How would you help local businesses?

Small businesses are vital. But we should also be encouraging large employers to come into Faversham. We are losing way too many shops. Independent shops are fantastic but they struggle without the anchor shops, the chains that bring people in to spend money. People go out of town to visit shops like Primark or Wilko, so we need a mix. We’ve lost Iceland and shops in that part of town have already said their footfall’s down. That’s a really disturbing trend.

How can Faversham solve its healthcare crisis?

Unfortunately we don’t have enough GPs. It’s not just a Faversham crisis, it’s a national, NHS crisis. And we have to be honest about the NHS funding shortfall. We now have the longest waiting times in NHS history for all treatments, not just A&E.

At Newton Place, they have a walk-in clinic. That is one of the longest queues you will see, on a daily basis. I’m hearing from people that are waiting two months to get a GP appointment. Two months, in both Faversham surgeries, for critical things like a lump! Anybody can say”let’s hire more GPs” but the reality is our health centres are already trying to do that. But they can’t hire what isn’t there.

How would you improve life for low-income families and pensioners?

I am on a low income and the first problem we’ve got is that Austerity is still in place. Pensioners, the sick and people on zero hour contracts are still struggling. Universal Credit is the most heinous welfare reform this government has ever done. That will be scrapped by Labour and replaced with a proper system to help those people who need it most. Pensioners should not be forced to choose between eating and heating and I know too many in that position.

Let’s raise the minimum wage. Let’s get secure tenancy for people in private rented accommodation, free prescriptions and free school meals: simple, small things that can improve people’s lives a lot.

I don’t remember foodbanks ten years ago. Now we’ve got a foodbank, a school uniform bank and a baby bank here in Faversham. Today 75 percent of people who use food banks are in work. That’s ridiculous. People are in such dire need.

What’s your position on the loss of Faversham’s Crown Post Office?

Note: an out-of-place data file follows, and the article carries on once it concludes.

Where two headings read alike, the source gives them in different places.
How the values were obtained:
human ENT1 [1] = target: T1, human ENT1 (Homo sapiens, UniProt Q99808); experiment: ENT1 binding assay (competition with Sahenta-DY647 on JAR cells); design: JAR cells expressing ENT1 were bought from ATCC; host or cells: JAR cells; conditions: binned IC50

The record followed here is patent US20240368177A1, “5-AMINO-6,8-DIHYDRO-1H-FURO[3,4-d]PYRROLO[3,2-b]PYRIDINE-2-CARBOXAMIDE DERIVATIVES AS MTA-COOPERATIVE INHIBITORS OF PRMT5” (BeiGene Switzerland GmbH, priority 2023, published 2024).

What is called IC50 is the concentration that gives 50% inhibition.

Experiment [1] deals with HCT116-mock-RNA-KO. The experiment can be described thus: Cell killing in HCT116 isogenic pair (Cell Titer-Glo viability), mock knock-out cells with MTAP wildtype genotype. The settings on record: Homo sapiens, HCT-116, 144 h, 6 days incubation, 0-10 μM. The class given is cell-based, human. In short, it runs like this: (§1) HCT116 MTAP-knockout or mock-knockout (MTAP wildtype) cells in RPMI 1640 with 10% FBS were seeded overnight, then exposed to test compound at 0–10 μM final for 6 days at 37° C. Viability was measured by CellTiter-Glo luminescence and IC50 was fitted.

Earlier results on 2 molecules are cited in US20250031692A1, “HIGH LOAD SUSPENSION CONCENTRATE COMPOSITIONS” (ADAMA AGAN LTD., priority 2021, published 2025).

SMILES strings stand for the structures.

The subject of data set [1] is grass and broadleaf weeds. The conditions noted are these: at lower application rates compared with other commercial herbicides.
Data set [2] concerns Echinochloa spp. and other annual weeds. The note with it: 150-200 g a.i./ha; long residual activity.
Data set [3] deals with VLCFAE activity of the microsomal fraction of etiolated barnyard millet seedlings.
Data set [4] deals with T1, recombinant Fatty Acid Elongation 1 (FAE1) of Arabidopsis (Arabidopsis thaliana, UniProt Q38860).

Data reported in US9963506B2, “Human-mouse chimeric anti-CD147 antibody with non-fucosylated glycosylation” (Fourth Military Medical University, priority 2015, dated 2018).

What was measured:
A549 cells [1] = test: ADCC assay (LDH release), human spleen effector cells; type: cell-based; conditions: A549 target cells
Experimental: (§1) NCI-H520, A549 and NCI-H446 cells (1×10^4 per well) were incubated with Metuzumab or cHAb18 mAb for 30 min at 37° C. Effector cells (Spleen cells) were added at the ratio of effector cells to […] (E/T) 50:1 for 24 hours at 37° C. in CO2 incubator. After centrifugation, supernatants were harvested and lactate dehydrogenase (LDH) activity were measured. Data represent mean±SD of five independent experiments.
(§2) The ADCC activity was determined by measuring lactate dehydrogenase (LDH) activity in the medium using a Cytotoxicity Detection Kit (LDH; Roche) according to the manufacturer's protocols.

I singlehandedly led the campaign to save it and was very cross that not one of the town councillors turned up to my public meeting. Not one. Nobody from KCC turned up. Our MP didn’t turn up. But town people came and I took the petition to 10 Downing Street. Our party, if in Government, will be restoring Crown post offices to high streets.

That all sounds great but I can’t vote for Jeremy Corbyn because The Sun reckons he’s a terrorist-sympathising anti-semitic communist who refuses to sing the national anthem or trigger nuclear armageddon...

Because the Conservative Party has lurched quite far right, in comparison the Labour Party looks quite far left. But our policies haven’t actually changed that much at all.

We’ve done experiments where people read the policies without seeing the Labour logo and say “I’d definitely vote for that party”. And as soon as you tell them those are Labour policies, they’ll say “I couldn’t vote for Labour”. Because there’s been so much negative propaganda. It’s destructive because people are essentially shooting themselves in the foot. They would rather not have policies they love than vote for a party that has been demonised.


  • Abolish university tuition fees

  • Introduce an immediate Real Living Wage

  • Kickstart a Green Industrial Revolution

  • Fix the housing crisis

  • Affordable housing to rent and buy

  • Final say on Brexit

  • Stop Boris Johnson’s disastrous

  • sell-out Brexit deal

  • Climate action plan

  • Free national education service